Peter Lacey's collaboration with Stephen J Kalinich, South Downs Way, was released as a very limited edition CDR (now sold out) and download (still available). I don't have the full album so can't comment on every track, but did receive a 5 track promo sampler. I Know Roads is a very fine classic pop song with a strong, memorable tune. Its accompaniment occasionally comes across as a bit too smooth and 80s for my taste, but the atmospheric and rockish bits in this track work better in my view, and the song itself is very beautiful - so much so that I can push aside the highly polished 80s feel that comes through at times. In 27 Young Men, Stephen Kalinich recites a grim tale of the horrors of violence over a mix of 80s-ish synth music and rock guitar soloing. The Rose and the Weed also features Kalinich's recited vocals, this time combined with atmospheric soundscape music with slight Indian touches. This Is The Time For Laughing comes across as two different songs melded together; the Kalinich part is a kind of blues/soul/soft rock thing that's really too middle of the road for me, but the Lacey part that's interspersed with it shows signs of a Beach Boys influence and some effective chiming synth reminiscent of music boxes or icecream wagons. He Loves Her (More Than She Will Ever Know) combines poetry and Beach Boys-like vocal harmonies with piano and synth backing music.

Peter Lacey's latest album is the recently released Behind the Scenes. He is an artist of two extremes; at his best he is responsible for some very creative musical ideas, but his music occasionally suffers due to too much influence from middle of the road/commercial artists. Of course, those with more mainstream musical tastes would probably have the opposite opinion. So on this album, you get quirky fairground music, atmospheric bits, happy go lucky summery pop, rock guitar soloing with psychedelic undertones, folky touches, and classical instruments, but also things like rather too slick 80s style sax, bits that sound influenced by early 80s artists such as Sade, and the sort of synth sound associated with 80s slow dancing pop songs. Effectively then, it's the bits that sound like 80s mainstream music that impress me far less than everything else here. Psychedelic Tie is one of my favourite tracks on this album - no overly smooth 80s-ness at all here, just lighthearted retro pop and wild psychedelic rock guitar. Cast My Own Shadow is a very listenable introspective number with a folk sensibility and some very nice chamber-pop touches from the orchestral instruments. The title track Behind the Scenes could also be described in similar terms. Claire Obscure is also very fine chamber-pop with a melancholic air. The playful fairground music style interlude that puts in appearances in the first and last tracks also works very well. So whilst the album has moments that are a tad too 80s for me, there are also some very enjoyable songs to be found here.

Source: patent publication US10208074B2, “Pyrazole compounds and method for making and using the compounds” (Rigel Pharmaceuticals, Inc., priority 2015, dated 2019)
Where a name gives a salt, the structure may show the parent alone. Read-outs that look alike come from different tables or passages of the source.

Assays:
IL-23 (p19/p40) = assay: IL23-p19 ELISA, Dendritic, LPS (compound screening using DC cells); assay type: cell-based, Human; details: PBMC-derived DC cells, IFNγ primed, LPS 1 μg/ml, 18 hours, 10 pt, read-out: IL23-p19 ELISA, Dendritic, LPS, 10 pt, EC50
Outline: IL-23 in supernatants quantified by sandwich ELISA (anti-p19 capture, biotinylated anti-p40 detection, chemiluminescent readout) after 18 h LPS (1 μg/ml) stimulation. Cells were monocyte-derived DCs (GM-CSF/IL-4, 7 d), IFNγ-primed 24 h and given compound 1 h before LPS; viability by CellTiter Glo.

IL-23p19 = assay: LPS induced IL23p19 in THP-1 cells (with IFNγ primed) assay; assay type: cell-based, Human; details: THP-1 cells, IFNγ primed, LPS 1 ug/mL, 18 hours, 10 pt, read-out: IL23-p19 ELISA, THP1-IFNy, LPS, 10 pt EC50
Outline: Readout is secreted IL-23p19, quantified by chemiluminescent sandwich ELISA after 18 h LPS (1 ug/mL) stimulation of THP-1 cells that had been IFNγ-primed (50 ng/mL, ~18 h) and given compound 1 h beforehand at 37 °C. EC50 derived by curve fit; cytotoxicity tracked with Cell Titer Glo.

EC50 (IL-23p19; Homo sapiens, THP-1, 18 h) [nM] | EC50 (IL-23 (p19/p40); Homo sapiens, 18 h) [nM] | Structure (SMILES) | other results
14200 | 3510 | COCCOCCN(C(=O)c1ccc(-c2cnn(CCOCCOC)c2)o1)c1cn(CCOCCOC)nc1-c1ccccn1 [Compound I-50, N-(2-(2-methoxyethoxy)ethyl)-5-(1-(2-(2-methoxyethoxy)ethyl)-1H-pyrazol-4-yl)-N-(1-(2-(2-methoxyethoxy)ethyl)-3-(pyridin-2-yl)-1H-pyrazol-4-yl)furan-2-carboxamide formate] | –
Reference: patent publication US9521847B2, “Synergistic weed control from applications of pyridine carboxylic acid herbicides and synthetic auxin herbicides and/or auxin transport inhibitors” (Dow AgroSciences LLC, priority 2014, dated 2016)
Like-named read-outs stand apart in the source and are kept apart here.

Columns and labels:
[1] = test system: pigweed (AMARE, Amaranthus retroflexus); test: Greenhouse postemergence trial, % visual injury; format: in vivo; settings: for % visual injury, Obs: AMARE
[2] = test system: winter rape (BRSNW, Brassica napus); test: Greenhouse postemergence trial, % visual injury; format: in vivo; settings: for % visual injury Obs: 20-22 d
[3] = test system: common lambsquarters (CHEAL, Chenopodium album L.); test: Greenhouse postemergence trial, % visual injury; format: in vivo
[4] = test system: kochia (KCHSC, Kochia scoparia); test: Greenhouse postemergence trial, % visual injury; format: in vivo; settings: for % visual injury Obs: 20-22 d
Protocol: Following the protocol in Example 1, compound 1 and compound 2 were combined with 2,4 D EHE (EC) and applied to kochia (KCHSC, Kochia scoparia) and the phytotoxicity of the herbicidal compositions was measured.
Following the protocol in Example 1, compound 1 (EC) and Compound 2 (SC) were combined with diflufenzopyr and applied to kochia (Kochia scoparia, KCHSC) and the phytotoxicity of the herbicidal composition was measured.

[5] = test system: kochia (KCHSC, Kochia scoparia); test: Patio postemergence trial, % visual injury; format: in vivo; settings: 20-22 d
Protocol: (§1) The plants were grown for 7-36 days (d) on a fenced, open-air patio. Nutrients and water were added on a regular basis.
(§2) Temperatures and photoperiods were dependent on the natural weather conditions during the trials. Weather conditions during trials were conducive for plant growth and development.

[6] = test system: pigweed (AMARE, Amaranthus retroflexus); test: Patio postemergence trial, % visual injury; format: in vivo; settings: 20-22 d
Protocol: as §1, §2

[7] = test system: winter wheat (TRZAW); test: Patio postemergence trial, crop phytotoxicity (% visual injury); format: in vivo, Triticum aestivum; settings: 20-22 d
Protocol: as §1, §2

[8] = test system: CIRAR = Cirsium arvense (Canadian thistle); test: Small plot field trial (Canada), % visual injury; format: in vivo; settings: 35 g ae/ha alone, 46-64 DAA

Mondo Jet Set is the current band of James Laming (ex-Marlowe and Garfields Birthday) and Mark Robins (ex-Marlowe). They have two albums on Pink Hedgehog, the first being Henry After A Nightlife. I believe the limited edition CDR version of this has now sold out, but there is a download available via iTunes. The music here is a mix of old-style jangly indiepop and the sort of swirling, drawn-out, atmospheric noisiness associated with dreampop, but also with an added powerpop punch that prevents the ethereal elements of their sound being so ethereal that they float off into space. A superb album that combines the best bits of various indie subgenres.

More recently, Mondo Jet Set's album Girl Action was released. This is available as an ingenious black CD meant to replicate vinyl - it even has imitation grooves! There is less emphasis on janglepop on this album, and the dreampop and powerpop elements have disappeared altogether, being replaced with a much more electronic sound. Spacey bleepage, retro-futuristic and just plain retro synths, homemade disco-pop, and various forms of experimentation are the main components of their new sound, along with elements of the more intelligent and creative side of indie music (bits here and there reminded me a little of Grandaddy, others Radiohead). But Please Remember is an elongated, 8 minutes plus track that begins as an inventive instrumental with spacey bleeps and synthesised choir, before metamorphosing into slow, melancholic indiepop with retro synth. It's A Lie is excellent upbeat DIY synthpop. Rain Upon Grey Etc and To Mary Jane introduce some sophisticated, non-outdated jazz into the mix, adding an air of brooding sadness that works really well with the songs' overall atmosphere. Poor Claire is a subdued, introspective song with minimal guitar and piano, plus the effective inclusion of a strings solo. Let's Be Sad combines intelligent indie music and early 90s-ish dancey pop. Love Theme From Girl Action combines classic movie soundtrack music with a Hawaiian twang. A band clearly able to think for themselves, who are injecting some real creativity into the world of indiepop. I can highly recommend both of their albums.